According to the Asian Development Bank (ADB), Developing Asia is set to experience faster growth in 2023 compared to the previous year. This growth is driven by strong consumer spending and investment, which counterbalances the negative effects of sluggish global demand.
The ADB has maintained its growth forecast for developing Asia at 4.8% for 2023 but slightly lowered its estimate for the following year to 4.7%. The revision is attributed to potential risks, including the impact of Russia’s war on Ukraine.
Developing Asia comprises 46 economies in the Asia-Pacific region, excluding Japan, Australia, and New Zealand. The ADB’s growth projections for East Asia and South Asia remain unchanged, with China and India expected to expand by 5% and 6.4% in 2023, respectively, and 4.5% and 6.7% in 2024. However, the outlook for Southeast Asia has been slightly trimmed due to weaker global demand for exports. The growth rate for Southeast Asia is projected to be 4.6% in 2023 and 4.9% in 2024, down from previous estimates of 4.7% and 5%.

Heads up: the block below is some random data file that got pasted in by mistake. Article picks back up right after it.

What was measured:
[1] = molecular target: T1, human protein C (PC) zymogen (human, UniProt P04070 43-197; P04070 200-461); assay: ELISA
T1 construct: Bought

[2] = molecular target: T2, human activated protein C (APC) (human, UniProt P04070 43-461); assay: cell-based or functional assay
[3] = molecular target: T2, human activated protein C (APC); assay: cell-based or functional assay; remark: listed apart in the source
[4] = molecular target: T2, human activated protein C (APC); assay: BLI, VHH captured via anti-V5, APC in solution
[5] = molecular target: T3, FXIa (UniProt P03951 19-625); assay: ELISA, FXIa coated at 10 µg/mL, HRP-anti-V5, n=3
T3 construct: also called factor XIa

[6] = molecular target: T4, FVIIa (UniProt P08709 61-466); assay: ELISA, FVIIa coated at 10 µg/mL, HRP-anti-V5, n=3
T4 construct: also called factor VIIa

One potential positive factor for the region’s growth outlook is slower inflation, which has allowed most central banks in the area to hold off on tightening monetary policies, thus supporting domestic consumption. Inflation in the region is expected to slow to 3.6% in 2023, down from the previous forecast of 4.2%, and further decelerate to 3.4% in 2024.
However, the ADB highlights that Pakistan’s growth in FY23 was hindered by tight monetary and fiscal policies aimed at safeguarding macroeconomic stability, as well as inflation and significant damage from flooding. The projections for Pakistan in FY24 assume that the government will continue implementing reforms as recommended by the IMF under a new policy-support program approved on July 12th, 2023.
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